The primary endpoint was the proportion of patients rating the follitropin alfa injection pen as “easy” or “very easy” to use for self-injection based on a user questionnaire (Questionnaire B), which was completed at the final monitoring visit before r-hCG administration.
Secondary endpoints included the proportion of patients rating the redesigned follitropin alfa injection pen (Questionnaires A and B) as easy to learn, easy to use, easy to prepare for injection, easy to deliver the injection, and easy to dispose of after completing the injection. Other secondary endpoints included the proportion of nurses rating the redesigned follitropin alfa pen in a Nurse Questionnaire (Questionnaire C) as easy to learn, easy to use, and easy to teach.
Other (tertiary) endpoints included total dose of follitropin alfa used, mean daily dose of follitropin alfa used, biochemical pregnancy rate, clinical pregnancy rate, cycle cancelation prior to r-hCG, and the incidence of multiple pregnancies.
Safety endpoints included the incidence and severity of treatment-emergent AEs (TEAEs; according to their relationship to ART treatment in general), including OHSS. The incidences of early onset OHSS (occurring during stimulation and up to 9 days after r-hCG administration and oocyte retrieval) and late-onset OHSS (occurring on or after 10 days after r-hCG administration and oocyte retrieval) were recorded. In addition, injection tolerability was evaluated from the general AE data.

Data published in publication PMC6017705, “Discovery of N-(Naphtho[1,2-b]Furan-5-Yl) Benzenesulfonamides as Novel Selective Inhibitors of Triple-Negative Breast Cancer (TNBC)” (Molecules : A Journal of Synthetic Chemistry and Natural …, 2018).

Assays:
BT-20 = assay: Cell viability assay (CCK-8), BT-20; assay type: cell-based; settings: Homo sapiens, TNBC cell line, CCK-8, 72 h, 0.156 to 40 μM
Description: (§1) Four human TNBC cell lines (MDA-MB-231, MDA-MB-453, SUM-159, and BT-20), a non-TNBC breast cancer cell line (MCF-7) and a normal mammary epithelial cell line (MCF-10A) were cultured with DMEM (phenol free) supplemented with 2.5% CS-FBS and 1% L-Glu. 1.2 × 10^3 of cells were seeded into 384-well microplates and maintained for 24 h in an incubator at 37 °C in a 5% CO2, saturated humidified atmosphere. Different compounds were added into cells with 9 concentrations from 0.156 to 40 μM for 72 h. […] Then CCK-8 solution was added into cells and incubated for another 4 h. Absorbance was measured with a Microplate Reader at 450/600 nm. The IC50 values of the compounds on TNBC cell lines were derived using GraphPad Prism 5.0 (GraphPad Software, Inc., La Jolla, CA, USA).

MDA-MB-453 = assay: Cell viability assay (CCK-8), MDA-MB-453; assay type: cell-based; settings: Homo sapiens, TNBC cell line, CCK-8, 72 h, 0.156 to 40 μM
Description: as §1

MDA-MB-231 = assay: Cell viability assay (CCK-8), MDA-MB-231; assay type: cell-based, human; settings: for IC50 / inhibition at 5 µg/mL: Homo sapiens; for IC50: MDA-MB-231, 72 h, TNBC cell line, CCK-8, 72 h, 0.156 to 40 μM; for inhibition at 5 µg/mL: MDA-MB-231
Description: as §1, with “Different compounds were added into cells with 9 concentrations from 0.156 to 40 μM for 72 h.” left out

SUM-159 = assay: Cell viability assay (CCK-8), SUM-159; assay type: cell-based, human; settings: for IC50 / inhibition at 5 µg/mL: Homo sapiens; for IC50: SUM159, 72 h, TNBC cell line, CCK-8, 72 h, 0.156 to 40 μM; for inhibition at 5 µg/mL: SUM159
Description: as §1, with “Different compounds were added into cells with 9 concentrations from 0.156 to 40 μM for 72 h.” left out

The intent-to-treat (ITT) population was used to summarize and analyze the primary, secondary, and other endpoints. The ITT population was defined as all patients who received at least one dose of follitropin alfa and who had at least one postbaseline efficacy measurement (dose of follitropin alfa or completed questionnaire). The safety population (all patients who received at least one dose of follitropin alfa) was used to evaluate safety data, follitropin alfa dose, and the rate of cycle cancellation prior to r-hCG.
All data were made anonymous prior to analysis. Table 1 presents the specific questions used from each of the three questionnaires for the primary and secondary endpoints and the visit at which they were answered. The primary efficacy measure in this study was obtained from Questionnaire B completed at the end of follitropin alfa stimulation. If a patient had not completed Questionnaire B at this visit, the day 7–8 Questionnaire B data were used. At least 50% of questions required for an efficacy measure were needed to provide a valid estimate. A sensitivity analysis including those results based on <50% of questions was also undertaken. For Questionnaire C, if a nurse had >50% unanswered responses for the questions for an endpoint then these data were not included in the analysis for that endpoint.
The primary and secondary endpoints were presented as a proportion with 95% confidence intervals (CIs). For other endpoints, quantitative variables were summarized by the number of patients (n), mean, standard deviation (SD) and range; qualitative variables were summarized by frequency and percentage of patients; rates were summarized by the numerator, denominator, rate, and its 95% CI. Descriptive statistics only were provided for AE data.